Coping with rise in rent

We had a large increase in cash rent for 2012. A productive 200 acres we rent in Grundy County went from $200 an acre to $300. We paid it because the farm adjoins our farm, and we knew the owner would rent it to someone else for that amount. I wonder if it is better to give a bonus to the landlord for 2013 if we have a good crop, and try to hold the rent to the same as 2012?

Coping with rise in rent

We had a large increase in cash rent for 2012. A productive 200 acres we rent in Grundy County went from $200 an acre to $300. We paid it because the farm adjoins our farm, and we knew the owner would rent it to someone else for that amount. I wonder if it is better to give a bonus to the landlord for 2013 if we have a good crop, and try to hold the rent to the same as 2012?

Edwards: Bonus or flexible cash leases have become more popular lately due to volatile commodity markets and unpredictable yields. A landowner is more likely to hold the line on rents if she or he knows that a bonus will be paid when profits are higher than expected. Specify in writing how the bonus will be calculated, and work through some examples so everyone is in agreement. Include both yields and prices in the formula. The ISU Ag Decision Maker (www.extension.iastate.edu/agdm) has some examples of flexible leases, and a spreadsheet to test them.

Gassett: Many farmers are using a bonus plan to help maintain good landlord tenant relations. It is probably wise to give a bonus so that the landlord will know that they will participate in good years. It is best if the bonus is transparent and based on both price and yield. In years of favorable prices and yields, the landlord can anticipate a bonus. In years of unfavorable prices and yields, it will be easier to explain the reason for paying only the base rent if the landlord has a complete understanding as to how the bonus is computed.

Stout: We’ve had a few years where rents have increased every year, but that won’t always be the case. As hot and dry as this season is turning out to be, it might be advisable to wait closer to Sept. 1 to negotiate a cash rent for 2013. It is a good plan to try to hold off on any increases and offer a bonus for an above-average crop year.

Set up a combine rental

My brother and I have each bought more land this past year. We share a combine. We’re worried we’ll surpass our harvest capacity with the additional land we farm. We want to keep our existing combine and rent or lease a second one just for harvesttime so we can run two machines at once. How well do combine rental programs work? I assume they vary based on location and availability of unsold used combines. What questions should we be asking dealers?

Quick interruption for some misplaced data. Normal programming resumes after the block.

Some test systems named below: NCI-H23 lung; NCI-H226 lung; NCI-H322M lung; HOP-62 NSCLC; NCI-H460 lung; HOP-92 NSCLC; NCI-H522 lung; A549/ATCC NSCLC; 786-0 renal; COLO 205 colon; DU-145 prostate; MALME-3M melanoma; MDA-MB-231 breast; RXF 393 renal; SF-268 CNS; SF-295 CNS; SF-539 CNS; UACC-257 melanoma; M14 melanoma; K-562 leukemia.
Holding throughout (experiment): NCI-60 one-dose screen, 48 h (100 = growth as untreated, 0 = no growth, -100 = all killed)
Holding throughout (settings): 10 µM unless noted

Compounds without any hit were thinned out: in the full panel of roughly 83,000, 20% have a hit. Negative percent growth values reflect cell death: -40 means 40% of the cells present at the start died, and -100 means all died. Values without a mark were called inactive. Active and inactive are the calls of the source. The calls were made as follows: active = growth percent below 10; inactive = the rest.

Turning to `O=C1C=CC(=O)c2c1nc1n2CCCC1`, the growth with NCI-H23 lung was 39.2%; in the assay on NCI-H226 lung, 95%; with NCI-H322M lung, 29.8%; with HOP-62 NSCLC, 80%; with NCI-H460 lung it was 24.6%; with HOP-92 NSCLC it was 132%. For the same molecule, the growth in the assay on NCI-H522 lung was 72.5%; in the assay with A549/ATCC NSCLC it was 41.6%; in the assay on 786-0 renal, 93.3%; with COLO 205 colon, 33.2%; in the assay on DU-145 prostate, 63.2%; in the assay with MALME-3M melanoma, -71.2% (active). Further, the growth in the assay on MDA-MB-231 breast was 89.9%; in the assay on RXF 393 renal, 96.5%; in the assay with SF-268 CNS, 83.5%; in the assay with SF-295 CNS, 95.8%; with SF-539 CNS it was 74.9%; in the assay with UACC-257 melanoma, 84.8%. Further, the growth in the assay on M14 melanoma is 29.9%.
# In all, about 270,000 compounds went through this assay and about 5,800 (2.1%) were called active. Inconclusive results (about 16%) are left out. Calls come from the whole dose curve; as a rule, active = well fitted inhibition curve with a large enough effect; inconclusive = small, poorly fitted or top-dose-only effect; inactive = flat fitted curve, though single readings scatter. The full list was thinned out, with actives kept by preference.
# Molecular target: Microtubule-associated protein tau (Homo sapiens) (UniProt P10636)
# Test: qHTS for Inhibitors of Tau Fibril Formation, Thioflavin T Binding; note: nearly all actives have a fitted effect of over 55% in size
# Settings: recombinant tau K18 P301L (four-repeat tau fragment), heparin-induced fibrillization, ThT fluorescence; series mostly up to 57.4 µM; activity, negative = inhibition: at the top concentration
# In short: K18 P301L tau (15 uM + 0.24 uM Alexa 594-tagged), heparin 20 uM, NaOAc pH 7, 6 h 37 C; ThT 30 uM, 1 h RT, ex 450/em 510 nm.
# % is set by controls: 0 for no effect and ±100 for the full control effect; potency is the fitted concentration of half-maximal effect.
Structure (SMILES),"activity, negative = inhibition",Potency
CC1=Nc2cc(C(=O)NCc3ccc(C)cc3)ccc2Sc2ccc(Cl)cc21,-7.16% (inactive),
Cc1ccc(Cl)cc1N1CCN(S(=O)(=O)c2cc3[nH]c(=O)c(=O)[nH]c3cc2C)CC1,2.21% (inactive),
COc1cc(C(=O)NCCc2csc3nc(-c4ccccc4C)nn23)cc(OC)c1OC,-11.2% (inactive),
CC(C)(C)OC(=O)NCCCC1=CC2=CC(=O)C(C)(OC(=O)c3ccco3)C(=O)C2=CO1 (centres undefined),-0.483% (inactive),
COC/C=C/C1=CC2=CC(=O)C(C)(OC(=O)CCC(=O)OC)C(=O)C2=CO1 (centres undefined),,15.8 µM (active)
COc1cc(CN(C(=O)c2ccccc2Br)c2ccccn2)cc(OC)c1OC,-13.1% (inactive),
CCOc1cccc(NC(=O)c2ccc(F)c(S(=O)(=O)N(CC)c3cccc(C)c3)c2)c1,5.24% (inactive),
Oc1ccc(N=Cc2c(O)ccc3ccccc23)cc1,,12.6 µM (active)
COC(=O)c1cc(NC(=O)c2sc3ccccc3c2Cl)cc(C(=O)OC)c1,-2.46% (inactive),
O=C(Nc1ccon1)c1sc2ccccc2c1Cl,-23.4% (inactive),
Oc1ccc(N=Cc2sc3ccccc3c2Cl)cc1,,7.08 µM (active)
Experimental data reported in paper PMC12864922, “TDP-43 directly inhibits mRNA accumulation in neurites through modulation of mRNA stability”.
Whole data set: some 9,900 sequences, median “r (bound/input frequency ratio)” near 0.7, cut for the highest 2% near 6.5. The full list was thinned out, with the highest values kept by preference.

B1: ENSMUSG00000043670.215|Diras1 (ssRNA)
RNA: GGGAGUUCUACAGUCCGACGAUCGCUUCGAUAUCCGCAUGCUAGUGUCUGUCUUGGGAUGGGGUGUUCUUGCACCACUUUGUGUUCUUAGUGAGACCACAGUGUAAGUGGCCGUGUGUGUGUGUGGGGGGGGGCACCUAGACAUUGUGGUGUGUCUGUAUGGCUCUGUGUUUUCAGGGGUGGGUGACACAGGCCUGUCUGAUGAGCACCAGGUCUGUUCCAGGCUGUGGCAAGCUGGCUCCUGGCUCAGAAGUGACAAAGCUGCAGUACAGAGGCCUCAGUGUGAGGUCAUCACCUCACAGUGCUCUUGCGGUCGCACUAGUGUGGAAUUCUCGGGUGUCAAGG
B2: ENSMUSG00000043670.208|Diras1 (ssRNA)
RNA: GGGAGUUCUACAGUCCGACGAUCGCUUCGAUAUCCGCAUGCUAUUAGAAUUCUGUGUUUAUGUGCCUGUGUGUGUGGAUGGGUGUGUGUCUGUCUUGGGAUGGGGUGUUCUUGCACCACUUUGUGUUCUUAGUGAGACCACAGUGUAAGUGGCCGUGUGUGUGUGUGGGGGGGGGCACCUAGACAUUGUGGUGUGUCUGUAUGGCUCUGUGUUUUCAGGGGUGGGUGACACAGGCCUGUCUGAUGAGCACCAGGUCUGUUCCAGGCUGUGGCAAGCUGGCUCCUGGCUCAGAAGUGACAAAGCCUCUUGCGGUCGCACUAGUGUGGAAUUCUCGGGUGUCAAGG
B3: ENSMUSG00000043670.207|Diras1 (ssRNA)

Edwards: Under a rental program you pay a fixed rate per hour or per acre of use. This works well when you don’t have enough extra acres to justify purchasing a second machine. Get an agreement in writing about who is responsible for maintenance and repairs, insurance and breakdowns, and when and for how long the combine will be available to you. Find out if there is a minimum charge, and what you need to do before you return the machine. You might consider custom hiring some acres harvested instead, as that would add extra labor and maybe hauling capacity, as well. A combine lease commits you to a fixed annual payment for at least three years or more, usually, so that would not fit your needs very well.

Gassett: Combine rental programs vary based on the availability of unsold combines in your area. Combine rental can work very well to fill in for a shortfall in machine capacity. Often the rate is an hourly charge based on the separator hours with a minimum charge. The benefits will be that you operate the machine and control the quality of the job, and you will only pay for the use of the machine for the time that it is used. The disadvantages may be that you will need to provide the labor to operate the machine, probably need to carry liability and property damage insurance, and take care of daily maintenance, and people who rent the machines may not have kept up daily care and maintenance. Dealers would prefer to sell a combine rather than rent one so you may want to get a firm commitment on the rental agreement well in advance of harvest.

Stout: The first place I would start is with your local dealers to see what arrangements you can make with one of them. You would need to ask how repair costs are handled, as well as whether the combine could be sold in-season and you would need to scramble to find a replacement. Rental charges may be for the season up to a certain number of hours, by separator hour or by engine hour. These are all factors to consider. I have also seen advertisements on the Internet by machinerylink.com, but I don’t have any experience with them. It would be another option to investigate.

This article published in the August, 2012 edition of WALLACES FARMER.

All rights reserved. Copyright Farm Progress Cos. 2012.

Hide comments

Comments

  • Allowed HTML tags: <em> <strong> <blockquote> <br> <p>

Plain text

  • No HTML tags allowed.
  • Web page addresses and e-mail addresses turn into links automatically.
  • Lines and paragraphs break automatically.
Publish